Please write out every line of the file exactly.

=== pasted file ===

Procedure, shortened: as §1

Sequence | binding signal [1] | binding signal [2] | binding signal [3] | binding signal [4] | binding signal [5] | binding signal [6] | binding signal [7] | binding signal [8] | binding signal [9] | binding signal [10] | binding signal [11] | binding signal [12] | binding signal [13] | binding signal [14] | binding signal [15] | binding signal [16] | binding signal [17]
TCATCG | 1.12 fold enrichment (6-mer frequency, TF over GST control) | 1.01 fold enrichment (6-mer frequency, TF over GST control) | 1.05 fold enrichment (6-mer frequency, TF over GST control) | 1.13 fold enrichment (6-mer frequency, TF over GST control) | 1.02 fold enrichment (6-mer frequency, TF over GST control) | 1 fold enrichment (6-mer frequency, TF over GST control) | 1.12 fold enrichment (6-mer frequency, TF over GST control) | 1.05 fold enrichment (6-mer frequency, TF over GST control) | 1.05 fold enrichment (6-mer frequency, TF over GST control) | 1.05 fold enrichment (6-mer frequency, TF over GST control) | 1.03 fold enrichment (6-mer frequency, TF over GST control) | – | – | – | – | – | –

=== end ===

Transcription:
Procedure, shortened: as §1

Sequence | binding signal [1] | binding signal [2] | binding signal [3] | binding signal [4] | binding signal [5] | binding signal [6] | binding signal [7] | binding signal [8] | binding signal [9] | binding signal [10] | binding signal [11] | binding signal [12] | binding signal [13] | binding signal [14] | binding signal [15] | binding signal [16] | binding signal [17]
TCATCG | 1.12 fold enrichment (6-mer frequency, TF over GST control) | 1.01 fold enrichment (6-mer frequency, TF over GST control) | 1.05 fold enrichment (6-mer frequency, TF over GST control) | 1.13 fold enrichment (6-mer frequency, TF over GST control) | 1.02 fold enrichment (6-mer frequency, TF over GST control) | 1 fold enrichment (6-mer frequency, TF over GST control) | 1.12 fold enrichment (6-mer frequency, TF over GST control) | 1.05 fold enrichment (6-mer frequency, TF over GST control) | 1.05 fold enrichment (6-mer frequency, TF over GST control) | 1.05 fold enrichment (6-mer frequency, TF over GST control) | 1.03 fold enrichment (6-mer frequency, TF over GST control) | – | – | – | – | – | –